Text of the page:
Learning to bow – Ojigi

Incidentally, this is also the name of the book that I am reading right now. But what I write here is not about the book It is about the “art of bowing”, which is an integral part of the Japanese society. Believe me, it is not easy. Anybody would think, what is so difficult about bowing…you are in for a surprise.

Bowing, in the Japanese custom, is used to apologize and is also a gesture of gratitude. People perform some form of ojigi to apologize, to bid guests farewell, to express gratitude, to greet others, or even to introduce themselves.Untitled-1

I have learned through experience that the longer and deeper the bow, the more the emotion or the greater the difference in social standing between the two parties. I did not realize this initially and ended up bowing usually shorter than needed, more often with just a slight tilt of my head.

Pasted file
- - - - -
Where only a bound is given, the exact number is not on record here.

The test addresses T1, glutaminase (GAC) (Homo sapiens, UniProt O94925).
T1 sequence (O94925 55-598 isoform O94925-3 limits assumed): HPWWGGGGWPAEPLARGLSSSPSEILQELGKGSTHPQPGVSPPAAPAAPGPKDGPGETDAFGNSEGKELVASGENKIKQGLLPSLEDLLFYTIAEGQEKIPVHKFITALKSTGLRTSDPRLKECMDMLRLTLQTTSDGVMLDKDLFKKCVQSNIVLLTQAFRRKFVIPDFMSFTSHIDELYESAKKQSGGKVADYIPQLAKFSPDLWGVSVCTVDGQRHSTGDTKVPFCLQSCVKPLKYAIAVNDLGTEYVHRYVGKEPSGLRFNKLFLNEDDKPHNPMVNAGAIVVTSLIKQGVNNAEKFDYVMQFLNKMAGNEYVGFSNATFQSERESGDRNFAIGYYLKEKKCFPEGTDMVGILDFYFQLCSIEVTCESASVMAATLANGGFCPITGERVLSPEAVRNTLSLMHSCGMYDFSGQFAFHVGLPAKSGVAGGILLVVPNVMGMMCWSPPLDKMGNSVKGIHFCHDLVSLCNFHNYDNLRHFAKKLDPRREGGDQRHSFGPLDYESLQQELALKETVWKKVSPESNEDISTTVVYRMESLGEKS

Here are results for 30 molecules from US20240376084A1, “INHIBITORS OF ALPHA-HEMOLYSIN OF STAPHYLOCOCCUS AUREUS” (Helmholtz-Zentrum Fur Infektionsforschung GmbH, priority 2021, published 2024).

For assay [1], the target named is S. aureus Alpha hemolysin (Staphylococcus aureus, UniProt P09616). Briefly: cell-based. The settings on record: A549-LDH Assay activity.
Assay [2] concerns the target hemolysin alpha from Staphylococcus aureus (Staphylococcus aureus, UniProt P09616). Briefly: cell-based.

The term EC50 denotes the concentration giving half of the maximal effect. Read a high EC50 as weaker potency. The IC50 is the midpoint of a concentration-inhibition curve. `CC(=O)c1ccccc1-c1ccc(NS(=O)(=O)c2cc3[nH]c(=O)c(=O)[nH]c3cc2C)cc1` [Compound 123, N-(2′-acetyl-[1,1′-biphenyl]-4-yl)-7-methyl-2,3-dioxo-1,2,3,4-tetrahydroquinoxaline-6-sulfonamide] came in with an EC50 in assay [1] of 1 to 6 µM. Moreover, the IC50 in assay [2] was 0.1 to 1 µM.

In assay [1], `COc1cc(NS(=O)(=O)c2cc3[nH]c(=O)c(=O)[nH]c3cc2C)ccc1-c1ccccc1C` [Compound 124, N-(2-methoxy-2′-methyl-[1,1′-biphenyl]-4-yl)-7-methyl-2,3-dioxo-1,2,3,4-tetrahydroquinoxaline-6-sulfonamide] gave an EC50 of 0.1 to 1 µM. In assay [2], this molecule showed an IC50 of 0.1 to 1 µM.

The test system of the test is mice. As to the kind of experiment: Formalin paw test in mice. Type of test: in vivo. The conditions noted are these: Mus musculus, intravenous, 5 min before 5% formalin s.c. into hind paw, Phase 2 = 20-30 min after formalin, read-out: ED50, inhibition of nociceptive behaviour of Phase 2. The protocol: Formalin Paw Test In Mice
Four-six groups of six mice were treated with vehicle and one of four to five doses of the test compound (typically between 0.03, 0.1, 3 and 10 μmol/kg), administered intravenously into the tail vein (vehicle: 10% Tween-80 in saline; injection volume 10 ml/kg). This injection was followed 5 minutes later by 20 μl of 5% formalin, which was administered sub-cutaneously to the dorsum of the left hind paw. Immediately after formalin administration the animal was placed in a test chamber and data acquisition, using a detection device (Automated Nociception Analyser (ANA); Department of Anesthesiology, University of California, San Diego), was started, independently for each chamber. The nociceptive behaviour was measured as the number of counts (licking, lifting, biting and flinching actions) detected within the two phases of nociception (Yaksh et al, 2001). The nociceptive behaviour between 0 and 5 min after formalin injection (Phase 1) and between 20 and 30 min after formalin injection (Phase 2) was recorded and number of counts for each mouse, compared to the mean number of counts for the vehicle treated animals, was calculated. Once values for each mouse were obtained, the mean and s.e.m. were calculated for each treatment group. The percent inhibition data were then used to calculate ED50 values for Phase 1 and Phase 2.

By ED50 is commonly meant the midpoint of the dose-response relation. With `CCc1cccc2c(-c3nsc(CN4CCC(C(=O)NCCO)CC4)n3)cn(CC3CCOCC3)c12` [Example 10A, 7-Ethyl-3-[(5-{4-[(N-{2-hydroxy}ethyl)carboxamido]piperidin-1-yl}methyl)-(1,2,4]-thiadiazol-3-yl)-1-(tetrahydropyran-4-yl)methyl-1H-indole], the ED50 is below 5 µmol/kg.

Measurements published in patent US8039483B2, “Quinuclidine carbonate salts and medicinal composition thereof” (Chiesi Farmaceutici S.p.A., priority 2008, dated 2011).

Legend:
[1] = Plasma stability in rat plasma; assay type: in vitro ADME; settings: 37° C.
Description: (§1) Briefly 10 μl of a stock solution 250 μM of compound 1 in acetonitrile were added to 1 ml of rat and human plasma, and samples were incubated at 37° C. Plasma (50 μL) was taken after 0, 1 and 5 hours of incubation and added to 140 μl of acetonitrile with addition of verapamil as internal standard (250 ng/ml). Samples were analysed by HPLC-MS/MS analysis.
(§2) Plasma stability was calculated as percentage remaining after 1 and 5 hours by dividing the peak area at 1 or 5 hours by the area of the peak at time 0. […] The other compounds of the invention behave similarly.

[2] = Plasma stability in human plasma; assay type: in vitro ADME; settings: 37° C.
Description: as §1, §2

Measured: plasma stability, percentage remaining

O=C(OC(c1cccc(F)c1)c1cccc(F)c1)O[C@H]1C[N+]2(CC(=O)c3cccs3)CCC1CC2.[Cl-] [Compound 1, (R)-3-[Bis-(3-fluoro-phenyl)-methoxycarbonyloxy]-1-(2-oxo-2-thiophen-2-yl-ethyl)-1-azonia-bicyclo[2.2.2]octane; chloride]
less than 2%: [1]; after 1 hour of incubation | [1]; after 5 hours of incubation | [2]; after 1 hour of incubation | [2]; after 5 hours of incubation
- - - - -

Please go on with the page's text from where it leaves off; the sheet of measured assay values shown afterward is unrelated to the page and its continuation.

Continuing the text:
Now I understand how rude I must have seemed back then.

After almost 11 years in Japan, I “think” that Ii fairly understand what kind of a situation/person asks for what “degree” and “length” of bow.
But believe me, it took quite some struggle to reach here. It isn’t easy, especially when it is associated with respect/gratitude towards the other person/party. You cannot take a risk, can you? Not in Japan, at least, although I have heard through friends that Japanese usually do not expect foreigners to bow and don’t mind a handshake either.

Well, after all those years of working at it, I better do it – bow appropriately and appear polite and well aware of the Japanese culture…and not just another “gaijin”(foreigner)

Note the difference between how men and women bow.


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